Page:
Xamarin Workbooks (Quick Intro)
David Silverlight will be showing how we can use Xamarin Workbooks to help us organize our favorite bits of code, tips, tricks and techniques that we frequently use in our daily lives as developers. For this topic, David will give us a quick overview of this useful tool and show us how it can help us to better organize our ever growing mountain of knowledge as well as provide ways for us to learn new techniques as well as share information.
Making your Mobile App Serverless with Azure Functions (Main Presentation)
Azure Functions is an event driven, compute-on-demand experience that extends the existing Azure application platform with capabilities to implement code triggered by events occurring in Azure or third party service as well as on-premises systems. Developers can leverage Azure Functions to build HTTP-based API endpoints accessible by a wide range of applications, mobile and oT devices.
In this session we will give you an overview of Azure Functions and walk you through some real world examples of how Azure Functions were used in Mobile Apps to either replace or extend functionality. This will include live coding demonstrations as well.
Joe Raio is a Microsoft Technical Evangelist based in Miami, Florida. As a technical evangelist, Joe primarily focuses on presentations leveraging Microsoft Azure focused on website development and cloud technology. Prior to becoming an evangelist for Microsoft, Joe successfully owned and operated three small businesses centered around website development and marketing. To learn more about Joe, visit his website at http://joeraio.com for follow him @joescars.
Costa Farms is a family-owned group of companies headquartered in beautiful Miami, Florida that grow houseplants such as the canela tree, orchids, and Cecilia Aglaonema.
Learn how Joe Raio and his colleagues at Microsoft helped Costa implement a smart IoT solution to allow them to monitor important vital statistics of their nurseries in real time. The solution included using Arduino Devices, Azure IoT Hub, Azure Functions and more.
In this session we will walk through each piece of the puzzle. In addition, we will demonstrate how this same solution can be easily modified and applied to many different scenarios, not just farming.
I participate in a lot of hackathons. Whether its an internal up-skilling event, university hackathon, or on site with a partner. These are often some of the most fun and frustrating things I get to work on.
At just about every hackathon, we use GitHub to setup a central repo with all the parts of the project we are working on. This could for example contain a web app, azure functions, Xamarin app, console app etc. We normally will just throw everything into its own folder and work from the one repo to keep it easy for everyone.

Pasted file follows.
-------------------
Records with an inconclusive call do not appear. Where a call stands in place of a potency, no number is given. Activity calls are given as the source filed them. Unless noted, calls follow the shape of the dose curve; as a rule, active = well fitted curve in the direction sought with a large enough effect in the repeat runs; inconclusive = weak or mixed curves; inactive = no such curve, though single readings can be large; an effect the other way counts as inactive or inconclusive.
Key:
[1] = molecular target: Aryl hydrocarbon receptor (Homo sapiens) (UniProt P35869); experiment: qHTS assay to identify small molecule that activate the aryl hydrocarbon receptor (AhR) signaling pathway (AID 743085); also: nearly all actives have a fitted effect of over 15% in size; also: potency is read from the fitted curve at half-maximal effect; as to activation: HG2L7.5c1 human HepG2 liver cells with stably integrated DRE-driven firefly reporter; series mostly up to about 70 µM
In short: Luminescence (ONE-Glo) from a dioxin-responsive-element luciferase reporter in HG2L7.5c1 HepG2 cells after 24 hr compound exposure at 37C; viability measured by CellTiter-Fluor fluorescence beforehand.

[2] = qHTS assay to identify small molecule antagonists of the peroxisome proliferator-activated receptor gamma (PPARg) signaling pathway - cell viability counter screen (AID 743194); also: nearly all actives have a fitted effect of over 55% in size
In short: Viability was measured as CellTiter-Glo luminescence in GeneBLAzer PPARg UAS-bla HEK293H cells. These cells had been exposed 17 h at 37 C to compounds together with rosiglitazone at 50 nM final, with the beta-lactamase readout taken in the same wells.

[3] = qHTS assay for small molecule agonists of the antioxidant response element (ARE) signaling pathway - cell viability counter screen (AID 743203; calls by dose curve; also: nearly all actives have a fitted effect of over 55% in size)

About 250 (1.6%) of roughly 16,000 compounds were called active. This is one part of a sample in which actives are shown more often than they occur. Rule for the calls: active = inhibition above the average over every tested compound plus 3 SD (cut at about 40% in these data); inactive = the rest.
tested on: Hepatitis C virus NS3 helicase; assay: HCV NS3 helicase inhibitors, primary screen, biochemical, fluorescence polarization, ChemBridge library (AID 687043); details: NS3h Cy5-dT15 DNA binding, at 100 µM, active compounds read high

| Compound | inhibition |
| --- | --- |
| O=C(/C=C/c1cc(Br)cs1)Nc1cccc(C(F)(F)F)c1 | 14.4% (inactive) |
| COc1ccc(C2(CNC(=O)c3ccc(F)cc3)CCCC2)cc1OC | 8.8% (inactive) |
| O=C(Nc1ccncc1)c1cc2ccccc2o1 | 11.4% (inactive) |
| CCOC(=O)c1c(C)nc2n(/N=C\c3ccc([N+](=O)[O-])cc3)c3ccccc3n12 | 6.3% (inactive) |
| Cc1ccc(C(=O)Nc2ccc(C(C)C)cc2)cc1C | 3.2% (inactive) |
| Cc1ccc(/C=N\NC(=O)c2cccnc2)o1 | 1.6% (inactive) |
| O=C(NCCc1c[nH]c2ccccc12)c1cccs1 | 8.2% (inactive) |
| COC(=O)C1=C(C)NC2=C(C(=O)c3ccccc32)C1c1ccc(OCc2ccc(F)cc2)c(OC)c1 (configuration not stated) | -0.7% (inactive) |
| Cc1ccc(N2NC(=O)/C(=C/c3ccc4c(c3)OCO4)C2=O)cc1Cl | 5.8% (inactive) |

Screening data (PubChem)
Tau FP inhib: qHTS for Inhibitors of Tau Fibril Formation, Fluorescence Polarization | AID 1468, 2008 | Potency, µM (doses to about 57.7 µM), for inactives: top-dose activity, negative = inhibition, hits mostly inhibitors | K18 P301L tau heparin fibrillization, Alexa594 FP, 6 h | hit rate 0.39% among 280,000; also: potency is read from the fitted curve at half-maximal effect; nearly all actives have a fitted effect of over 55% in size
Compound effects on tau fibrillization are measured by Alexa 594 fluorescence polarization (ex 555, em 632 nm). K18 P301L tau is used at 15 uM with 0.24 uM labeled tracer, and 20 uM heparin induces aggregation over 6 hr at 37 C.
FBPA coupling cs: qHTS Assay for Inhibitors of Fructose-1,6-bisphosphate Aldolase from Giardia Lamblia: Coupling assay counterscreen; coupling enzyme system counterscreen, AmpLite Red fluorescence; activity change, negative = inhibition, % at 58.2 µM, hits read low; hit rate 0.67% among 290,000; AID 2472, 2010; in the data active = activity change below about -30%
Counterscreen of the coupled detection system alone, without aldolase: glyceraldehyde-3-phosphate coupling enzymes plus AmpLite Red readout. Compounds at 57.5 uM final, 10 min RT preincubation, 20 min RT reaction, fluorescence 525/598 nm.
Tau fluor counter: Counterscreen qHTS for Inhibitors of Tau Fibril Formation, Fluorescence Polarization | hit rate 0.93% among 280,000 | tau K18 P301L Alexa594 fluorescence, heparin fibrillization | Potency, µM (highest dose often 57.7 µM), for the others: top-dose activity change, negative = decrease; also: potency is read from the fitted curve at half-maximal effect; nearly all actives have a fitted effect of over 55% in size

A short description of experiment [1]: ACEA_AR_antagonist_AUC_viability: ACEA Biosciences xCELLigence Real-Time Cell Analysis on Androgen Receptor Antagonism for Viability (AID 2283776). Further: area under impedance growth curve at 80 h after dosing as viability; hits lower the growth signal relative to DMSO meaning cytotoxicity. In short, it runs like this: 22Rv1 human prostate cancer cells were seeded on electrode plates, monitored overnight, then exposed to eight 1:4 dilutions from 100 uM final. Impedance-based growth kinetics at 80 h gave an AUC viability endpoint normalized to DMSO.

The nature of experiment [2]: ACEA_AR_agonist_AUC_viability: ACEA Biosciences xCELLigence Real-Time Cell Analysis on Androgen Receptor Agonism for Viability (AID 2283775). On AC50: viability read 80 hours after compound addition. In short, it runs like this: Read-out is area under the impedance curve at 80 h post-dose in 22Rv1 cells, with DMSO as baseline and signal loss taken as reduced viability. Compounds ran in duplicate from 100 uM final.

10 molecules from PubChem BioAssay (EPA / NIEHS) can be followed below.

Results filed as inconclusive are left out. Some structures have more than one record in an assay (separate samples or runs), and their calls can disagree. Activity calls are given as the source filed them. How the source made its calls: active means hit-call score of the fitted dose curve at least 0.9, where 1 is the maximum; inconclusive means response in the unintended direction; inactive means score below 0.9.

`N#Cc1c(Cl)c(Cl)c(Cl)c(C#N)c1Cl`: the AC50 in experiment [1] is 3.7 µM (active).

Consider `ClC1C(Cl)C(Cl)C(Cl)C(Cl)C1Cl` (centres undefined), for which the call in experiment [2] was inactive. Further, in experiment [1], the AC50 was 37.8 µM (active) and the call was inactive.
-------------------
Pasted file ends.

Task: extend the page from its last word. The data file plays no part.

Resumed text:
Often, I want to deploy my web app (and only the web app) right from this repo as I am pushing changes to GitHub. Thankfully through Azure, not only is it very easy to setup continuous deployment using GitHub, but you can also specific what folder within the repo to deploy from.
To deploy an ASP.NET Core web app to Azure from a specific folder in your repository, you simply have to add a new application setting called ‘project’ and point it to the source folder of the project.
For example; I have a project consisting of a UWP slideshow application and my web app to manage the slides. The repository can be found here: https://github.com/joescars/MICMediaSlideshow
In this instance, I only want to deploy the folder ‘MicMediaManager’ to my web app. To do this I connected my Azure Web App to GitHub for continuous deployment and then added the following settings to my app settings.
That’s it! Now I can update each folder independently and my web app will only publish changes within the source folder specified.
So… what about Azure Functions?
This same method works with Azure Functions as well. I’ve setup a sample repository here: https://github.com/joescars/AzureFunctionsCustomDeployment in which I have a folder with my Functions inside their own sub-folder. I then go to the function app settings, add a project setting and it will deploy all my Functions from that folder.
Late last year I had the opportunity to work with Costa Farms on a small proof of concept project. The goal was simple; actively monitor pH levels in their plants water supply and take intelligent action if needed.
We were able to accomplish this using Azure IoT Hub, Stream Analytics, Event Hubs and Azure Functions.
You can find the full case study here.
In addition please find a slide deck below with additional info.